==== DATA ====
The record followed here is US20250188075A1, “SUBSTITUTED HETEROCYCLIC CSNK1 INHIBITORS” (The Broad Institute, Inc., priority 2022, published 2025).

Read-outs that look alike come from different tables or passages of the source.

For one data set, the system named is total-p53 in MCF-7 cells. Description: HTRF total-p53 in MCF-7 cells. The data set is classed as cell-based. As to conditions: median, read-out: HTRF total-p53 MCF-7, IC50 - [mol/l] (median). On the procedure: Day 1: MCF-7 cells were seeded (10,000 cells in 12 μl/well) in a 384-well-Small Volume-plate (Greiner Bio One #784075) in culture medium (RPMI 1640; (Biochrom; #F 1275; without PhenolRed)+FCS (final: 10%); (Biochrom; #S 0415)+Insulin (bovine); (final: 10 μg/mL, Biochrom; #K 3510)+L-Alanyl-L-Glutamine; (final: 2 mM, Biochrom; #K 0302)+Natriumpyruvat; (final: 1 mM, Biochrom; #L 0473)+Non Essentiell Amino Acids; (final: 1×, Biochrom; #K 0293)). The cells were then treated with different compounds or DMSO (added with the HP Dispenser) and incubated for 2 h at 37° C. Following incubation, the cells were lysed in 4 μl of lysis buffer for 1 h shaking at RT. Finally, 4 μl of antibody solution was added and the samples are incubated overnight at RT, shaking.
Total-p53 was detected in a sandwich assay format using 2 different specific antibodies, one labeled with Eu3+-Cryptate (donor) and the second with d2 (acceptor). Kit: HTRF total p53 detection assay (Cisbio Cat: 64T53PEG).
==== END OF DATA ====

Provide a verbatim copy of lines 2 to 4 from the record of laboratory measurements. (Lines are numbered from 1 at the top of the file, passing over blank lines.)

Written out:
Read-outs that look alike come from different tables or passages of the source.

For one data set, the system named is total-p53 in MCF-7 cells. Description: HTRF total-p53 in MCF-7 cells. The data set is classed as cell-based. As to conditions: median, read-out: HTRF total-p53 MCF-7, IC50 - [mol/l] (median). On the procedure: Day 1: MCF-7 cells were seeded (10,000 cells in 12 μl/well) in a 384-well-Small Volume-plate (Greiner Bio One #784075) in culture medium (RPMI 1640; (Biochrom; #F 1275; without PhenolRed)+FCS (final: 10%); (Biochrom; #S 0415)+Insulin (bovine); (final: 10 μg/mL, Biochrom; #K 3510)+L-Alanyl-L-Glutamine; (final: 2 mM, Biochrom; #K 0302)+Natriumpyruvat; (final: 1 mM, Biochrom; #L 0473)+Non Essentiell Amino Acids; (final: 1×, Biochrom; #K 0293)). The cells were then treated with different compounds or DMSO (added with the HP Dispenser) and incubated for 2 h at 37° C. Following incubation, the cells were lysed in 4 μl of lysis buffer for 1 h shaking at RT. Finally, 4 μl of antibody solution was added and the samples are incubated overnight at RT, shaking.
Total-p53 was detected in a sandwich assay format using 2 different specific antibodies, one labeled with Eu3+-Cryptate (donor) and the second with d2 (acceptor). Kit: HTRF total p53 detection assay (Cisbio Cat: 64T53PEG).